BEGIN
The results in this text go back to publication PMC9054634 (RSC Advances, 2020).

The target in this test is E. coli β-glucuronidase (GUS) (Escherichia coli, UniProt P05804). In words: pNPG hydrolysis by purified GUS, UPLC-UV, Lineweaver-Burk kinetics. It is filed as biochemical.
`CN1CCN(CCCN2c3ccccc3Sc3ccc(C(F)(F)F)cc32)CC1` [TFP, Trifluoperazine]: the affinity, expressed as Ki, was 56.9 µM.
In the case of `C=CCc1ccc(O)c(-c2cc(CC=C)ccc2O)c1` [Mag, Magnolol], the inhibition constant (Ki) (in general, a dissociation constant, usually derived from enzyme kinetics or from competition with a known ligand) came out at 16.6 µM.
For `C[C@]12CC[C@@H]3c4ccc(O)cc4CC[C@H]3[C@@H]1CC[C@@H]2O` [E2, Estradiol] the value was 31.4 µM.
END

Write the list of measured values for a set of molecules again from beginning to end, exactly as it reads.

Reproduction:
The results in this text go back to publication PMC9054634 (RSC Advances, 2020).

The target in this test is E. coli β-glucuronidase (GUS) (Escherichia coli, UniProt P05804). In words: pNPG hydrolysis by purified GUS, UPLC-UV, Lineweaver-Burk kinetics. It is filed as biochemical.
`CN1CCN(CCCN2c3ccccc3Sc3ccc(C(F)(F)F)cc32)CC1` [TFP, Trifluoperazine]: the affinity, expressed as Ki, was 56.9 µM.
In the case of `C=CCc1ccc(O)c(-c2cc(CC=C)ccc2O)c1` [Mag, Magnolol], the inhibition constant (Ki) (in general, a dissociation constant, usually derived from enzyme kinetics or from competition with a known ligand) came out at 16.6 µM.
For `C[C@]12CC[C@@H]3c4ccc(O)cc4CC[C@H]3[C@@H]1CC[C@@H]2O` [E2, Estradiol] the value was 31.4 µM.